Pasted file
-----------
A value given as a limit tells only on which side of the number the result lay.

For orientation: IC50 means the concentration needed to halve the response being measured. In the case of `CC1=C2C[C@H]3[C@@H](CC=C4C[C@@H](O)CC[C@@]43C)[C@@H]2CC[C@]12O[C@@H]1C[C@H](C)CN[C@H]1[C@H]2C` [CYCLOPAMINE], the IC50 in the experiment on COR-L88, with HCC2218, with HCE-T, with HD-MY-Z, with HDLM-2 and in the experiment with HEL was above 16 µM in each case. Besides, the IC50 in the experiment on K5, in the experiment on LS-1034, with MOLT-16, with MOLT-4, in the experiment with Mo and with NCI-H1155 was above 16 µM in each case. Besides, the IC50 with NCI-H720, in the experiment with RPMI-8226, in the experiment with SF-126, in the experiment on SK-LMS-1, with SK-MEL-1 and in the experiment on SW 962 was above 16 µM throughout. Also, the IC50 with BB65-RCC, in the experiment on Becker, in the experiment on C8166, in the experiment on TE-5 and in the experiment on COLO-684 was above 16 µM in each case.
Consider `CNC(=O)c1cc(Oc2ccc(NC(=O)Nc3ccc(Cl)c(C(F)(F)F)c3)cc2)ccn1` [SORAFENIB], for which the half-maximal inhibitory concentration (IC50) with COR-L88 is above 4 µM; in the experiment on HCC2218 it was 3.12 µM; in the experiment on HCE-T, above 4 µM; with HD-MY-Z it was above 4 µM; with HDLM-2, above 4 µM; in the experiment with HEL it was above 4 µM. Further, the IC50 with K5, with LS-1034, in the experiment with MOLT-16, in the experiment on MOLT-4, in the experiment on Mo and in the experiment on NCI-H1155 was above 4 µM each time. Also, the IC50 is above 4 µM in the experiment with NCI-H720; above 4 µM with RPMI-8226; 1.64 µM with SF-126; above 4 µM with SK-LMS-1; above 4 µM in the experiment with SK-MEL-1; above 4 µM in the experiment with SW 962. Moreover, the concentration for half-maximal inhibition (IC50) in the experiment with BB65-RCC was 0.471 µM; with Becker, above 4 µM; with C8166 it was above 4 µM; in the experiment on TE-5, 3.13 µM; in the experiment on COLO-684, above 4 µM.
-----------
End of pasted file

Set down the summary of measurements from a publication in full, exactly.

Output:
A value given as a limit tells only on which side of the number the result lay.

For orientation: IC50 means the concentration needed to halve the response being measured. In the case of `CC1=C2C[C@H]3[C@@H](CC=C4C[C@@H](O)CC[C@@]43C)[C@@H]2CC[C@]12O[C@@H]1C[C@H](C)CN[C@H]1[C@H]2C` [CYCLOPAMINE], the IC50 in the experiment on COR-L88, with HCC2218, with HCE-T, with HD-MY-Z, with HDLM-2 and in the experiment with HEL was above 16 µM in each case. Besides, the IC50 in the experiment on K5, in the experiment on LS-1034, with MOLT-16, with MOLT-4, in the experiment with Mo and with NCI-H1155 was above 16 µM in each case. Besides, the IC50 with NCI-H720, in the experiment with RPMI-8226, in the experiment with SF-126, in the experiment on SK-LMS-1, with SK-MEL-1 and in the experiment on SW 962 was above 16 µM throughout. Also, the IC50 with BB65-RCC, in the experiment on Becker, in the experiment on C8166, in the experiment on TE-5 and in the experiment on COLO-684 was above 16 µM in each case.
Consider `CNC(=O)c1cc(Oc2ccc(NC(=O)Nc3ccc(Cl)c(C(F)(F)F)c3)cc2)ccn1` [SORAFENIB], for which the half-maximal inhibitory concentration (IC50) with COR-L88 is above 4 µM; in the experiment on HCC2218 it was 3.12 µM; in the experiment on HCE-T, above 4 µM; with HD-MY-Z it was above 4 µM; with HDLM-2, above 4 µM; in the experiment with HEL it was above 4 µM. Further, the IC50 with K5, with LS-1034, in the experiment with MOLT-16, in the experiment on MOLT-4, in the experiment on Mo and in the experiment on NCI-H1155 was above 4 µM each time. Also, the IC50 is above 4 µM in the experiment with NCI-H720; above 4 µM with RPMI-8226; 1.64 µM with SF-126; above 4 µM with SK-LMS-1; above 4 µM in the experiment with SK-MEL-1; above 4 µM in the experiment with SW 962. Moreover, the concentration for half-maximal inhibition (IC50) in the experiment with BB65-RCC was 0.471 µM; with Becker, above 4 µM; with C8166 it was above 4 µM; in the experiment on TE-5, 3.13 µM; in the experiment on COLO-684, above 4 µM.